Slenke has been around since 2015, but you might not have heard of this Canadian-built project management software tool. There are two differentiators that the Slenke team pride themselves of from my research: the collaborative nature of the tool, and the comprehensive encryption offered for messages and files.
(Full disclosure: I was compensated for this article but the views expressed are my own and this is an honest review/tutorial of how I found it.)
Vendor: Slenke Inc
Hosting options: Online solution only.
Cost: There is a free option but it only allows you to have one project. Pricing starts at US$4.99 per month per user for up to 15 projects, but there are enterprise pricing options for larger businesses too.
Getting Started with Slenke.com
It’s easy to create an account and check out the features for free, to see if it’s a good fit for you.
You can be part of a department, project or group. There are privacy controls at each level so you only see what you are allowed to. These groupings allow you to take part in targeted conversations and keep the communication going between the various teams you might be part of.
You can also invite users from outside your organisation to be part of your team, which is helpful for when you are working with third parties.
The collaboration features mirror what you see in other big tools: messaging and file sharing are built in and work well. It is hard to test collaboration features with a small team over a short period of time – I get the feeling this could be a value-add option for teams but you’d see the value through continued collaboration over a project, not through a software review environment.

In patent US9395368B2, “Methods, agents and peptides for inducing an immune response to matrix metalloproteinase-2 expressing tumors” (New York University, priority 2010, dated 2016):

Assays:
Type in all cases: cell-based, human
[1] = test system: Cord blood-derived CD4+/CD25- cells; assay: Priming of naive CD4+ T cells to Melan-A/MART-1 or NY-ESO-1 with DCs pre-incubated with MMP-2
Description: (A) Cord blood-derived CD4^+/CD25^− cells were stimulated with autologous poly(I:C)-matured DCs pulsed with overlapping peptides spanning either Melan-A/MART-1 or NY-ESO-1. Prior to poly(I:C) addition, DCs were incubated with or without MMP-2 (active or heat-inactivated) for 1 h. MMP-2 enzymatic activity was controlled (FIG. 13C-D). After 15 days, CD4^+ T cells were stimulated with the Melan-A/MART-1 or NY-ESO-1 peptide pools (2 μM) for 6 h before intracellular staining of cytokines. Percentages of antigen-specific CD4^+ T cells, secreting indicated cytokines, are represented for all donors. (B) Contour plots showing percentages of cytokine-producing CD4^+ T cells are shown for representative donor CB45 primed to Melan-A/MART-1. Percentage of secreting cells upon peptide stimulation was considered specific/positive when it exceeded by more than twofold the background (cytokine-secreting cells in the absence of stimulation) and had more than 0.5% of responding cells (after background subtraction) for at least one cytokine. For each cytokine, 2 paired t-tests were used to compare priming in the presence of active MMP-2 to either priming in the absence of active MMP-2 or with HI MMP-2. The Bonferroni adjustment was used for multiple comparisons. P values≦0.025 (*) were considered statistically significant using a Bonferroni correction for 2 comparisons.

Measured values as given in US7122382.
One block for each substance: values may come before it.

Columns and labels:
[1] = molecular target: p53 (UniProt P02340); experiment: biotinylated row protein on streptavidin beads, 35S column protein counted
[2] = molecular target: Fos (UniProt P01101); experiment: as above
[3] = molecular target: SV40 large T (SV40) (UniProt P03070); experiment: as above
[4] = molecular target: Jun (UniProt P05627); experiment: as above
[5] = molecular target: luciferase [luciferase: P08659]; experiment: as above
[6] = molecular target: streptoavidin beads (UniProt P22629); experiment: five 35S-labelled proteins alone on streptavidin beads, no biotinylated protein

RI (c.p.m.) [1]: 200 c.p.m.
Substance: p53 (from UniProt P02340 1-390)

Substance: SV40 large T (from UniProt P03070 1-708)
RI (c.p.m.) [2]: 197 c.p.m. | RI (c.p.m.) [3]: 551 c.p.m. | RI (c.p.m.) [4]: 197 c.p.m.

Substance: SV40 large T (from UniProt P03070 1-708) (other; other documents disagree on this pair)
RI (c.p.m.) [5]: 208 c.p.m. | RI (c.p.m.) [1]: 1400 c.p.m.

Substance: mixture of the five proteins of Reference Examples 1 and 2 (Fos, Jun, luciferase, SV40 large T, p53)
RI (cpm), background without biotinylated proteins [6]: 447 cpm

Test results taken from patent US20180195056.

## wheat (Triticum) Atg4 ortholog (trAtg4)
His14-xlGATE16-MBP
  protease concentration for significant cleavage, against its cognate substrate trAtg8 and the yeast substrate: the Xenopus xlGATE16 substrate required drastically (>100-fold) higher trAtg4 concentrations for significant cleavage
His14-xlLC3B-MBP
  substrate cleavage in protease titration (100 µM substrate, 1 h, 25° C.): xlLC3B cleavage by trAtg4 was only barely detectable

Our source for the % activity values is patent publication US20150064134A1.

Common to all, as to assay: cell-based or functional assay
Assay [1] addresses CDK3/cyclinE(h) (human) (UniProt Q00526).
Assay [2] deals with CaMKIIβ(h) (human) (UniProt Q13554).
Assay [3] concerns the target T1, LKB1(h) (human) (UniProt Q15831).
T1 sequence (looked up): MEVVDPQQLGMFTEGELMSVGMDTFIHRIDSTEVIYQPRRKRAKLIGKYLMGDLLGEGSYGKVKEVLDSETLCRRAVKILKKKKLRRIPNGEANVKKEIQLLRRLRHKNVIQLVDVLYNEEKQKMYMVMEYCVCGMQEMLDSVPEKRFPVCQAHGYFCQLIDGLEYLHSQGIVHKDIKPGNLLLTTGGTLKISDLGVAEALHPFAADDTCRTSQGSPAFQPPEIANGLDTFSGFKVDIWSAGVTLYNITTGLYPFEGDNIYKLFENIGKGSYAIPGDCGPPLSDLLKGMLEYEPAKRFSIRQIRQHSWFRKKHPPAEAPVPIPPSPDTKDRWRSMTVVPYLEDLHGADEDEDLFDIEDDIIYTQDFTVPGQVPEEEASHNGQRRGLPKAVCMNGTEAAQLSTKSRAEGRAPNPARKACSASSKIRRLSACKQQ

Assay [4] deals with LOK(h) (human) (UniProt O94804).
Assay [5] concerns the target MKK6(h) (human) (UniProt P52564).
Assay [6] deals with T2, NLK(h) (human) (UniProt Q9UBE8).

I liked the messaging interface. It felt very clean and Skype-like.
There are also Android and iOS apps. I downloaded the iPad app and it has a very similar look and feel to the web version. You can easily get started and work mobiley.
Read next: Collaboration Tools FAQ
Basic Features: Adding Tasks
You can add tasks in Slenke from the homepage dashboard, the Tasks main menu, or from within a project. The process is all pretty much the same. To add a task, go to the Tasks pane and type the task name in the box. Then click the paper aeroplane icon to add the task.
On the Tasks main menu, the tasks are added to the New section, which gives you a little prompt that you should add more detail if, like me, you took the lazy option and only added a task name.
When you click on a task, a panel opens up to let you add more information about the task or add updates and files.
There are benefits from adding tasks here instead of into a project view. When you add tasks from outside the project view, you can allocate them as ‘personal tasks’.
This is so useful! Lots of tools are so focused on project-driven options that the stuff you need to do in your daily work, like prepare an agenda for your PMO meeting, doesn’t fit within their framework. With Slenke, you can manage your whole To Do list from within the tool, even if some of your tasks aren’t work you can attribute to the project.